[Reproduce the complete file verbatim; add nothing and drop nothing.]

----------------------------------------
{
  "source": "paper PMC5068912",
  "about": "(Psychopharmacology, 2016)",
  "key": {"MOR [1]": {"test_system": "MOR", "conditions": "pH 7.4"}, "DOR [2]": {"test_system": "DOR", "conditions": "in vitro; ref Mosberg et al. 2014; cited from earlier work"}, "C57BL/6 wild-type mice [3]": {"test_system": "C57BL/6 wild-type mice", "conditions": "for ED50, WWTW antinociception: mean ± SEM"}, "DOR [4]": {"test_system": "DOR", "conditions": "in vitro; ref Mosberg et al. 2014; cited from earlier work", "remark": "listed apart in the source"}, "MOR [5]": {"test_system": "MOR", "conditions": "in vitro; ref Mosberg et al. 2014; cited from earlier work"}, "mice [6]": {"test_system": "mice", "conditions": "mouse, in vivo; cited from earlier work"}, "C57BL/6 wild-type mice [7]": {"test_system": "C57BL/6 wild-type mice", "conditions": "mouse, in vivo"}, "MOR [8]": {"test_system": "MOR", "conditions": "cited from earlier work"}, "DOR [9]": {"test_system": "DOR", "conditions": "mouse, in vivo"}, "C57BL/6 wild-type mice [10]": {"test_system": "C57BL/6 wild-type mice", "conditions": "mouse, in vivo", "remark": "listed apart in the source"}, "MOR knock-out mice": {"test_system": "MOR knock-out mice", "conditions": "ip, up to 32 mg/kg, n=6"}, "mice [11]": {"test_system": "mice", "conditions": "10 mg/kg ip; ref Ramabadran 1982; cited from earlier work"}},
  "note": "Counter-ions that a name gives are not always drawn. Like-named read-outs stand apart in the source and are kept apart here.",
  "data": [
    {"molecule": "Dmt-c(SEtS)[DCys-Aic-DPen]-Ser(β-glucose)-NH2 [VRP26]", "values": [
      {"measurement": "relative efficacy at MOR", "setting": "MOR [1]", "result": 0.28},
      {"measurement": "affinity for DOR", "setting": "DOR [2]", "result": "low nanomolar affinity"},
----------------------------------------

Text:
{
  "source": "paper PMC5068912",
  "about": "(Psychopharmacology, 2016)",
  "key": {"MOR [1]": {"test_system": "MOR", "conditions": "pH 7.4"}, "DOR [2]": {"test_system": "DOR", "conditions": "in vitro; ref Mosberg et al. 2014; cited from earlier work"}, "C57BL/6 wild-type mice [3]": {"test_system": "C57BL/6 wild-type mice", "conditions": "for ED50, WWTW antinociception: mean ± SEM"}, "DOR [4]": {"test_system": "DOR", "conditions": "in vitro; ref Mosberg et al. 2014; cited from earlier work", "remark": "listed apart in the source"}, "MOR [5]": {"test_system": "MOR", "conditions": "in vitro; ref Mosberg et al. 2014; cited from earlier work"}, "mice [6]": {"test_system": "mice", "conditions": "mouse, in vivo; cited from earlier work"}, "C57BL/6 wild-type mice [7]": {"test_system": "C57BL/6 wild-type mice", "conditions": "mouse, in vivo"}, "MOR [8]": {"test_system": "MOR", "conditions": "cited from earlier work"}, "DOR [9]": {"test_system": "DOR", "conditions": "mouse, in vivo"}, "C57BL/6 wild-type mice [10]": {"test_system": "C57BL/6 wild-type mice", "conditions": "mouse, in vivo", "remark": "listed apart in the source"}, "MOR knock-out mice": {"test_system": "MOR knock-out mice", "conditions": "ip, up to 32 mg/kg, n=6"}, "mice [11]": {"test_system": "mice", "conditions": "10 mg/kg ip; ref Ramabadran 1982; cited from earlier work"}},
  "note": "Counter-ions that a name gives are not always drawn. Like-named read-outs stand apart in the source and are kept apart here.",
  "data": [
    {"molecule": "Dmt-c(SEtS)[DCys-Aic-DPen]-Ser(β-glucose)-NH2 [VRP26]", "values": [
      {"measurement": "relative efficacy at MOR", "setting": "MOR [1]", "result": 0.28},
      {"measurement": "affinity for DOR", "setting": "DOR [2]", "result": "low nanomolar affinity"},